Clare McGlynn is a Professor of Law at Durham University in the UK with particular expertise in the legal regulation of pornography, image-based sexual abuse (including ‘revenge pornography’) and sexual violence. She works closely with governments, policy-makers, campaigners and the voluntary sector to improve society’s laws and policies relating to violence against women.
On this website, you can find information on Clare’s research and policy work, including access to her academic articles and information on lectures and presentations. You will also find links to her blogs, policy and briefing documents and other media work. A summary of her current work and activities are below, with more information under About and on her Durham University webpage.
Clare’s research (with Erika Rackley) developed the concept of image-based sexual abuse to describe and conceptualise all forms of the non-consensual creation and distribution of private sexual images, including ‘revenge pornography’ and upskirting. Her work has played a key role in national debates, including commentary in the Daily Mail, in ITV news, and in legislative debates in House of Lords. She has given evidence before the Scottish Justice Committee on proposed reforms in Scotland, recommending a new law focussing on the harms to victims, not motives of the perpetrators, as well as giving presentations to policy-makers across Iceland, Ireland and Australia.
Clare is also an expert in the development of rape law and policy, most recently investigating the use of restorative justice in cases of sexual violence and working with survivors to understand their perspectives on justice, developing the concept of kaleidoscopic justice.. Her earlier work focused on feminist activism and strategy, particularly around the use of sexual history evidence in rape trials, the granting of anonymity to rape defendants and the definition of torture in human rights law. Her British Academy funded conference Rethinking Rape Law resulted in the publication of Rethinking Rape Law: international and comparative perspectives.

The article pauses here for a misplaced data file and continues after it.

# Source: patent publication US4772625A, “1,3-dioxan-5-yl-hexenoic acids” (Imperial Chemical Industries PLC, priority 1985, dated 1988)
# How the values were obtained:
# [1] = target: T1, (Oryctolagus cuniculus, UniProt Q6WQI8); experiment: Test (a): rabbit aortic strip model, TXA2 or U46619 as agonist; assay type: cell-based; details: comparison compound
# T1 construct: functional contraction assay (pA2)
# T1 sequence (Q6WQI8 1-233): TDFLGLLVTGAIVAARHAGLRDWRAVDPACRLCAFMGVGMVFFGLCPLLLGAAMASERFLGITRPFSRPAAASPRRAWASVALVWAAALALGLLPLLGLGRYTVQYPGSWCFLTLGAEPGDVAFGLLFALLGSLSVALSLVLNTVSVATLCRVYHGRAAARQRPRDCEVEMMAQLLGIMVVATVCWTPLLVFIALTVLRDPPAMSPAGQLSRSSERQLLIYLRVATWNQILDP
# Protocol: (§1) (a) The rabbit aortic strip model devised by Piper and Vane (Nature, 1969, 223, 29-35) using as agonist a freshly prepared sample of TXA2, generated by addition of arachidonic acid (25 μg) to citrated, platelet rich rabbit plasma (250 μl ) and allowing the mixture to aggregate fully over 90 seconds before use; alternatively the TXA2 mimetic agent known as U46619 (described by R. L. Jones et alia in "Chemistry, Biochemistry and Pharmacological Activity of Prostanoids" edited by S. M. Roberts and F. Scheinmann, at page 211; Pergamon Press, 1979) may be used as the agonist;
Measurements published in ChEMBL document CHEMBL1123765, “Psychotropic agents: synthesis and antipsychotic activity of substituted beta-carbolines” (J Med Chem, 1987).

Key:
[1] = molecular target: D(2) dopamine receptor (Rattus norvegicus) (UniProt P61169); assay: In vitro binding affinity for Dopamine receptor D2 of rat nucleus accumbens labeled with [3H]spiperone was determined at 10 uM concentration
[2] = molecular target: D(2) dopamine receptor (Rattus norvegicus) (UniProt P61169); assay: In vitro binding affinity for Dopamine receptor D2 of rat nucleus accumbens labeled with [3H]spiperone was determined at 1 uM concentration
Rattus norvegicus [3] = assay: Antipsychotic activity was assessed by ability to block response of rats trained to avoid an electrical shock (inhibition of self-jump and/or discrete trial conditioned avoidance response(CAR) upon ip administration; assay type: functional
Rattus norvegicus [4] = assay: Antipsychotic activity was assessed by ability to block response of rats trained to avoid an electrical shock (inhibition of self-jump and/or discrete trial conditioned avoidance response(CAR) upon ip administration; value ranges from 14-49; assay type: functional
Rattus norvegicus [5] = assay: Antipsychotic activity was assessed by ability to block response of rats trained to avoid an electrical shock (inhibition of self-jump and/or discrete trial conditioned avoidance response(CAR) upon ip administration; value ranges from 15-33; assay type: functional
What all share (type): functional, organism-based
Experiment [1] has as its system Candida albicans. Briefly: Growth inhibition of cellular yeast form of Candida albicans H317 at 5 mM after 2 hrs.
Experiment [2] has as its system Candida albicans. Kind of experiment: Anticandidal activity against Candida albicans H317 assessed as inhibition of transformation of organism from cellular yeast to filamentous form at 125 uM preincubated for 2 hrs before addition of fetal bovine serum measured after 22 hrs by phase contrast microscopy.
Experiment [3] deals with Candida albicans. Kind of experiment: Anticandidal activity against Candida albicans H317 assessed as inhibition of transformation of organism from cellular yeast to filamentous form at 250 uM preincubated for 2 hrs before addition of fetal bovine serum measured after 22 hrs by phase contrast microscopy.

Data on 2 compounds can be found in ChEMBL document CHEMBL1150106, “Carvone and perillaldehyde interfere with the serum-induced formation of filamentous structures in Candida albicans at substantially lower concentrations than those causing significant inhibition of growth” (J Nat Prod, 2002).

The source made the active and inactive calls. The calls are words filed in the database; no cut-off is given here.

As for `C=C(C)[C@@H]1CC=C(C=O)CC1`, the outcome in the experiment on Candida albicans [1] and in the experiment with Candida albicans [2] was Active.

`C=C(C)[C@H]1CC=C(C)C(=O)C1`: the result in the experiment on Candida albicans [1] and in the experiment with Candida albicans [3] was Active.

Clare’s research on extreme pornography justifies the regulation of some forms of pornography on the basis of its cultural harm (with Erika Rackley). This work influenced recent law reform campaigns, including (‘ban Rape Porn’), which led to new criminal laws in England & Wales and Scotland. The impact of Clare’s research in this field was recognised as world-leading (4*) in the recent Research Excellence Framework (view the case study here). Her work has been widely debated including in The Guardian, the Observer, the Independent and on the BBC. Clare has discussed this research on the BBC’s Woman’s Hour and Law in Action (see also research briefing). Her research advances liberal justifications for pornography regulation, funded by the Leverhulme Trust.